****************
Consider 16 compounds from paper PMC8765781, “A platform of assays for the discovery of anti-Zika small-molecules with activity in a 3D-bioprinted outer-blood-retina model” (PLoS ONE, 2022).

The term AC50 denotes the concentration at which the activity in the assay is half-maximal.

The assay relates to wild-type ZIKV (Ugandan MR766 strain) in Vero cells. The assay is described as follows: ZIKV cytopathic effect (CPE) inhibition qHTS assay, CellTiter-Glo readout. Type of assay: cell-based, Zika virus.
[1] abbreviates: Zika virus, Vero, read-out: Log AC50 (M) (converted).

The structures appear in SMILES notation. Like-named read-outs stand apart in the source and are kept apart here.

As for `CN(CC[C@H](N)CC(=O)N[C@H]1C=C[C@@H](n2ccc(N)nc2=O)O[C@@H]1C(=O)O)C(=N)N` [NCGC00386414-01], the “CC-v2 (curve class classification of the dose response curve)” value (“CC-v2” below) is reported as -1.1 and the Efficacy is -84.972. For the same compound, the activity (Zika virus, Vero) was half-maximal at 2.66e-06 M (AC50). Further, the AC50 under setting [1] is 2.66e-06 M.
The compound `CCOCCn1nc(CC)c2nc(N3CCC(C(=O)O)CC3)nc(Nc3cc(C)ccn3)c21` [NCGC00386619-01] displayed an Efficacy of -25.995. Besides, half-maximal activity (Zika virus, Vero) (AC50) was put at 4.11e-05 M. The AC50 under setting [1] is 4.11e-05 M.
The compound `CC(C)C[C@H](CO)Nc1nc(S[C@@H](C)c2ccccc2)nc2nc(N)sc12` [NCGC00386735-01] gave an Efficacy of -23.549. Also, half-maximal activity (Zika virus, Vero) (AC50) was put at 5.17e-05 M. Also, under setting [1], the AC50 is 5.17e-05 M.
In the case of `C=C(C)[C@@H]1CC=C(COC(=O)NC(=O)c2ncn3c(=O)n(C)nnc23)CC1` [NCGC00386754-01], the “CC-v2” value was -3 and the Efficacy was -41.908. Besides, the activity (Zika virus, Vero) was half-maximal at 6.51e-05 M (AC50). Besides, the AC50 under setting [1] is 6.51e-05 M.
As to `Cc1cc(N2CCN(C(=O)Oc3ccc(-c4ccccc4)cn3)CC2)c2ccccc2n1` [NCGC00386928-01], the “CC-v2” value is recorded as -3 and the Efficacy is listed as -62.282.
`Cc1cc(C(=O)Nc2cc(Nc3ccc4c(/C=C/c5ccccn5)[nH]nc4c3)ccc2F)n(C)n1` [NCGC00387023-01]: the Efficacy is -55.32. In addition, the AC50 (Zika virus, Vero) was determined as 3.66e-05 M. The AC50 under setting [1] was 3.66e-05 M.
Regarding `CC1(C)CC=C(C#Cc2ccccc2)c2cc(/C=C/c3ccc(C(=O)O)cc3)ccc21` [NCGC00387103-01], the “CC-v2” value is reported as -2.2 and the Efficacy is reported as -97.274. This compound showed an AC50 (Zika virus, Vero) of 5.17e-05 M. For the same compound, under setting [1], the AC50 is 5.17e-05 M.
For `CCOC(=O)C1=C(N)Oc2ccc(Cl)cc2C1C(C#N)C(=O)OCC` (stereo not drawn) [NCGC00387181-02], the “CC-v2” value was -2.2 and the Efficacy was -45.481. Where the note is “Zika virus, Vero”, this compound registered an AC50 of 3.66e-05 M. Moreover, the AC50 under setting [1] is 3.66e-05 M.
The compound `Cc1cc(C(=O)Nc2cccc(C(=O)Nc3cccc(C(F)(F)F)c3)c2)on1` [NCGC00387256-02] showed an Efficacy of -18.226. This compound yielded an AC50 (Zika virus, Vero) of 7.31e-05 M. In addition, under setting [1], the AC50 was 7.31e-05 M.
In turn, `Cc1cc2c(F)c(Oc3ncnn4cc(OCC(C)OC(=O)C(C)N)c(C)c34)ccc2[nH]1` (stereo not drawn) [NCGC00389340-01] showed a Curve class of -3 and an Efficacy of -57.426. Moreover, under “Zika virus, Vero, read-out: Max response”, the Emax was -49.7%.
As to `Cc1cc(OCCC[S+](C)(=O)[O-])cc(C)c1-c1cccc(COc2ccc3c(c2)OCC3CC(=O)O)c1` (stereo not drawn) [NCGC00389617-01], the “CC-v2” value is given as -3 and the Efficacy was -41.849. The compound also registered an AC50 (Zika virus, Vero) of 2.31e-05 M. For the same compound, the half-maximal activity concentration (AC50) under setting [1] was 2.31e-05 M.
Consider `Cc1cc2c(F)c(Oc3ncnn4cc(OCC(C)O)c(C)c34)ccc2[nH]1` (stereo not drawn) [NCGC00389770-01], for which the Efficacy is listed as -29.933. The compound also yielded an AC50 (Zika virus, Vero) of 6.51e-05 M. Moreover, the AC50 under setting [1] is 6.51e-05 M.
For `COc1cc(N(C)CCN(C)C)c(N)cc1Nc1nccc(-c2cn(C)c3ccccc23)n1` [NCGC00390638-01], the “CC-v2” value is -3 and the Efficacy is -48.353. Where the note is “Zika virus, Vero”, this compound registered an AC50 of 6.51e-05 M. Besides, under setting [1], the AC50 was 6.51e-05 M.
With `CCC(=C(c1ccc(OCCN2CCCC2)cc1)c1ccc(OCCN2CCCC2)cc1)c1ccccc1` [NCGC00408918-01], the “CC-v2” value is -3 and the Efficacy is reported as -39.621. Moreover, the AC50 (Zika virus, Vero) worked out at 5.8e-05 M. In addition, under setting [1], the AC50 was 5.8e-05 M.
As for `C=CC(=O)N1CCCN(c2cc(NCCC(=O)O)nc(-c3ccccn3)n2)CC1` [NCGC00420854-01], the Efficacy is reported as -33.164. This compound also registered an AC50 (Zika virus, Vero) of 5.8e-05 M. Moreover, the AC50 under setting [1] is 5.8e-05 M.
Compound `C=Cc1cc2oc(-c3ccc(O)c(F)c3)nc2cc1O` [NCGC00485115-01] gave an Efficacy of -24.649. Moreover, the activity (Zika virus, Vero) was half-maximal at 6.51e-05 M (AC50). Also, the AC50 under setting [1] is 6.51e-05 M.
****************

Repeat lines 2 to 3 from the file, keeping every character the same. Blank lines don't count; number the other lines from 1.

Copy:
The term AC50 denotes the concentration at which the activity in the assay is half-maximal.

The assay relates to wild-type ZIKV (Ugandan MR766 strain) in Vero cells. The assay is described as follows: ZIKV cytopathic effect (CPE) inhibition qHTS assay, CellTiter-Glo readout. Type of assay: cell-based, Zika virus.